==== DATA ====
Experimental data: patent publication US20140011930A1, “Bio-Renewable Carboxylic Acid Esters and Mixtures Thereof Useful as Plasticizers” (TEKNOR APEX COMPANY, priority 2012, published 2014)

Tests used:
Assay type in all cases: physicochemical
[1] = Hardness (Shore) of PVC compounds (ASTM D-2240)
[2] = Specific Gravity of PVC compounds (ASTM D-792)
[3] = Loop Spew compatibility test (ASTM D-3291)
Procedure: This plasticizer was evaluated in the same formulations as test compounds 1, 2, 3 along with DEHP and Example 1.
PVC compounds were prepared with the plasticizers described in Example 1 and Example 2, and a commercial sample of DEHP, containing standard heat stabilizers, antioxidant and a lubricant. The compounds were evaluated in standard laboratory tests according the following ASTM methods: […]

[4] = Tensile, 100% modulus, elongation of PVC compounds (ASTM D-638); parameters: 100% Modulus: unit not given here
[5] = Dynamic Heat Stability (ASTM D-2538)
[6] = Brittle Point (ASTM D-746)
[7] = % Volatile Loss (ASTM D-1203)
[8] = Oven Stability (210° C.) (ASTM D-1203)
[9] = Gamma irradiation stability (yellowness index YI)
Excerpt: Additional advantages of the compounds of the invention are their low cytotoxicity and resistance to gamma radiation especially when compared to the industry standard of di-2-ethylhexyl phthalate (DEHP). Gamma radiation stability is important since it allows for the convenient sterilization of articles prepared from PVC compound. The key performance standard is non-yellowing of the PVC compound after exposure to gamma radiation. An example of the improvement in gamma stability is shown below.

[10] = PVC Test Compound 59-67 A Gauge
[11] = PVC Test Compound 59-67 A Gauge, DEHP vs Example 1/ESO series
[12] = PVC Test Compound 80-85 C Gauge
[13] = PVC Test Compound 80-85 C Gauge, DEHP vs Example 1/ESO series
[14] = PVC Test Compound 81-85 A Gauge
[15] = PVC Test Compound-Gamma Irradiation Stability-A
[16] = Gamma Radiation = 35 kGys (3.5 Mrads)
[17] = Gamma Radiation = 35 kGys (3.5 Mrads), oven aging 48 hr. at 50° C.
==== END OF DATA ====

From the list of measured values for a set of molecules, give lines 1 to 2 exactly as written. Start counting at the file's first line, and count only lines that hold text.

Experimental data: patent publication US20140011930A1, “Bio-Renewable Carboxylic Acid Esters and Mixtures Thereof Useful as Plasticizers” (TEKNOR APEX COMPANY, priority 2012, published 2014)

Tests used: